You know what I like the most about startups? – Their willingness to collaborate with each other, share their success stories and failures and always eager to seek out the advice. You don’t see this happening with big corporations.
Yesterday we had a Startup Telepresence Roundtable organized by iStartegyLabs, hosted by AT&T Innovation Center and run by DJ Saul . We had one startup from New York, Miami, San Francisco and Washington, D.C. pitch its company and then brainstorm with all the participants. This was my first telepresence and I was blown away with how much valuable information you can get from such collaboration. They say “one head is good, but two is better”. In our case, we had about 40 participants with various backgrounds and expertise. The biggest problem for all startups was, not surprisingly, the market outreach. Even though each of the four startups had a different target market, all of them faced the similar challenges. And that is the beauty of this collaboration, by helping one startup; we were giving ideas on how to solve a problem to all other participants.
Here is a short summary of each startup.
The first to present was E[nstitute] from New York.
They are adding a new twist on education system by providing a 2-year apprenticeship program for 15 young adults (age 18-24) with top NYC entrepreneurs. The idea behind E[nstitute] is: “If you want to be the best, you have to learn from the best.” They have about 30 entrepreneurs in the program with such companies as bit.ly, learnvest, thrillist lerer ventures and bunch of others. During the first year “the majority of time will be spent as a founder’s apprentice, where fellows work under the entrepreneur assigned uniquely to them in the application process.” And in the second year the apprentice will be able to refine the learning scope centered around one specific business area. Also if you want you can switch a startup you worked with in the previous year. Any startup that is trying to disrupt education system is automatically on the top of my list. The best suggestion given during the brainstorm was to go after parents and educate them on the benefits of this program.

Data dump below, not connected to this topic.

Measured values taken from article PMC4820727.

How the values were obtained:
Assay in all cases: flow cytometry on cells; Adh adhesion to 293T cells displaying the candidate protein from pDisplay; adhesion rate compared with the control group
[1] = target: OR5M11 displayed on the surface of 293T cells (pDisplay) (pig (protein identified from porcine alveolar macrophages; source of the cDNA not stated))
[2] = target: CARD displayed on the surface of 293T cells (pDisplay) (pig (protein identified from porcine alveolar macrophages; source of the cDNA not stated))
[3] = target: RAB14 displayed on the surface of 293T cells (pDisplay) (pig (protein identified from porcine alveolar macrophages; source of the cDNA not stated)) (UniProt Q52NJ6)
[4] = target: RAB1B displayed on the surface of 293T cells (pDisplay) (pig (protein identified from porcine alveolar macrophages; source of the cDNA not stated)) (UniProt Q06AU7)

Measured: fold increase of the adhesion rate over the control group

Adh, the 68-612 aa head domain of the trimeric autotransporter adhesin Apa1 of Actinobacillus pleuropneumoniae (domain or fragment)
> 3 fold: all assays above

Next to present was: Boutiika from San Francisco.
Boutiika allows you to “discover new arrivals from independent designers and your favorite brands at boutiques near you”. Boutiika creates a profile for each boutique with a summary of their specialty design fields, provides google-maps of their location, and displays a gallery of current products. You can browse through latest arrivals, see the prices and pin it to your Pinterest account. My “2 cents”- I want to be able to buy the item I like online. Granted, going to a boutique is an experience which you cannot substitute for online shopping, but with my insane schedule I cannot afford to go shopping and most likely I am not the only one. Think of all those working moms – that’s a market on its own!
Vaultbox.me was next to pitch from Miami.
As with most startups, the founders of Vaultbox.me were set to solve one of their personal problems. One of the founders has been robbed a few times and he had to go through a painful process with insurance agencies to recover his possessions. Which to say the least were not very successful. So, they decided to build a tool that allows you to create and inventory of everything in your house; so that, if you are robbed, you can provide the list of items to the insurance agency and recover the loss. “You can use your iPhone or iPad to go around your home and enter the information about all your items in the designated fields. Within VaultBox.me you will find fields for the serial number, cost, purchase date, notes and also an area to take and store picture.” My advice would be to partner with private wealth managers. Granted not everyone has one, but wealth managers go with their clients over every possible catastrophic event and robbery could be one for some.
And in the conclusion we had Ashoka Changemakers from Washington, D.C.
“Ashoka Changemakers provides the tools and resources to empower everyone to contribute to a better world.” It reminded me of a kikstarter. Though, the missions of the projects are different. You can create your own profile to tell the community about yourself, what inspires you, “what changes you’d like to see in the world”. Then you can explore the whole community, link to the profiles you want to work on the project with or let Changemakers automatically match you up with profiles that would have common goals with you. There are also competitions which you can enter to get the funding for your project. To the question of partnerships, the first thing that came to my mind was the World Bank. First of all, they are already in Washington D.C. Second, they have multiple competitions annually which have the same mission as Changmakers – they want to make the world a better place.